I just got to thinking maybe the DSLR come SLR retro thing hasn't quite got to where people realize it's not going away. It is retro though. It's all about market share and such which I get. Market share can fluctuate though in time. I'm willing to bet there will continue to be a niche for folks that like the SLR form particularly if it has that digital analog element. Eventually there will be a bottom in the market probably. Things may turn bullish for the SLR much as it did for vinyl. It may even prove to be the case for film SLRs. Brand new ones that aren't 50 years old etc.

If Canon or Nikon stop making dSLR lenses . . . as time goes on, the dSLR lenses out there will all mostly breakdown.

Without dSLR lenses to put on dSLR cameras, there will be no need to buy a dSLR camera.

So . . . if Nikon only makes mirrorless lenses, and no dSLR lenses . . . they will be forcing Nikon users to either go mirrorless or go somewhere else.

It would seem everyone is betting on mirrorless though these days.

As I mentioned above . . . it may be because dSLR cameras now-a-days or so darn good that once you buy one, then you don't need to buy another one for 10-15 years now.

So . . . what are the camera manufacturers supposed to sell in the meantime.

If there is a market for mirrorless, then it makes sense to go after it.

If they sell a new body, then that person is going to need new lenses.

Some people use that as a basis to say Pentax should do the same. Join he crowd right? Or does it suggest that if the market share stabilizes and shifts like it did with CDs and vinyl records that a Pentax for instance might have a cozy little niche. People used to characterize Fuji as a niche camera company but I think you could say that's changed.

So yeah I might be a Nikon owner. This line of reasoning though has sort of sparked my interest in weatherized cameras for use in the outdoors too.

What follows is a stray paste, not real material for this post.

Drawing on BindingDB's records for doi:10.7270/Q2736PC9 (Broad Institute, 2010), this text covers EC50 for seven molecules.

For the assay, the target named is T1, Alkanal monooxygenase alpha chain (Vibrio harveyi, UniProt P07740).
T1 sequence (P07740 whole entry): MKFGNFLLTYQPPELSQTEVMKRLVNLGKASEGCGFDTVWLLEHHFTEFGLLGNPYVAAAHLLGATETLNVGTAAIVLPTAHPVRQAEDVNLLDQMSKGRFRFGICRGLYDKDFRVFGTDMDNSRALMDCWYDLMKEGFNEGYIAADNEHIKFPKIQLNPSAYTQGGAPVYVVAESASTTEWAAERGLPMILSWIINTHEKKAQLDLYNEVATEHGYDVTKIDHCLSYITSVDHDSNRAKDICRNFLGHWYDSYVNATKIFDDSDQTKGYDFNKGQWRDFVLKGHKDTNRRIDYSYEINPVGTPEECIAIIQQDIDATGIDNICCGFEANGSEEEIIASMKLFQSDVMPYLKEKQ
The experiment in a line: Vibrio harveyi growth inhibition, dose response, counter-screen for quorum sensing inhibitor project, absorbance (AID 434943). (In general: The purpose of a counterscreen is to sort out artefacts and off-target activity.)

For me, a good weatherized camera is why I think I keep looking at Pentax.

I think for folks that do wildlife and birding the APS-C might not be that bad an idea.

IMHO for a family camera for vacations or get-togethers, APS-C makes a lot of sense.

The sensor performance is pretty good. It is capable of a lot.

But also, the lenses don't need to be really big in order to cover a wide range.

An APS-C superzoom isn't so big that you wouldn't want to drag it along on your vacation.

If it works there is a niche for it. Probably a fairly large one in terms of the bird guys. Business involves risk so I'm not predicting a massive turnaround. Just observing that in terms of technological obsolescence it's pretty unlikely we'll see the SLR go extinct and Pentax might be well positioned if they can build on it like Fuji did.

A new flagship APS-C DSLR might seem counterintuitive. I'm not convinced it won't work though obviously. It might surprise some folks. Besides I like to root for the underdog.

The other option is something like the Nikon D780.

It is a dSLR. But it can do a mirrorless mode (liveview) that has phase-detect autofocus.

What it doesn't have is an EVF (Electronic Viewfinder) or the ability to use the new Z mirrorless lenses.

But . . . it is a kinda little bit of each world type camera.

Ok. But getting back to the idea of this thread . . .

. . . I am really happy with dSLR cameras. They work really well for what I use them for.

- Indoor Sports (low light / fast moving subjects / need for good AF and sensor performance.)

- Long day shoots. At competitions, I could be shooting over 8-10 hours. Not continuously. But in between routines, I spend my time making selects in-camera. A dSLR . . . I can shoot an entire day on a single battery. Which means if I bring another 2 back-up batteries . . . I am set.

- Works with the lenses I have. If I went mirrorless, I'd have to buy new lenses. That is very expensive and not in my cards. LOL.

For me, I would have been happy if everything stuck with dSLR because I have the equipment I need now.

I am happy to see the Nikon D780 because that means when my Nikon D750 wears out, I have the potential to stick with dSLR just a bit longer. Something I'd be happy to do because it would be cheaper, but also if no mirrorless camera screams out at me as saying . . . I am the solution to all your problems! LOL.

As for Pentax dSLR.

I have it in the back of my mind to have 2 more Pentax dSLR cameras.

One would be a weather resistant APS-C camera that doesn't cost me an arm and a leg for vacation.

And the other would be a full frame dSLR to use the old manual focus Pentax lenses my dad gave me.

EDIT: I am thinking that there might be some people stuck in analysis-paralysis in that they have a dSLR system. They have looked at mirrorless, but really haven't seen a system that is calling out to them. Pentax might want to try to pull in all the people happy with dSLR and lock them in as customers. Once they get a body, the body can last for 10-15 years now. And everyone could just buy the odd lens or flash unit over the next 10-15 years.

Take care & Happy Shooting!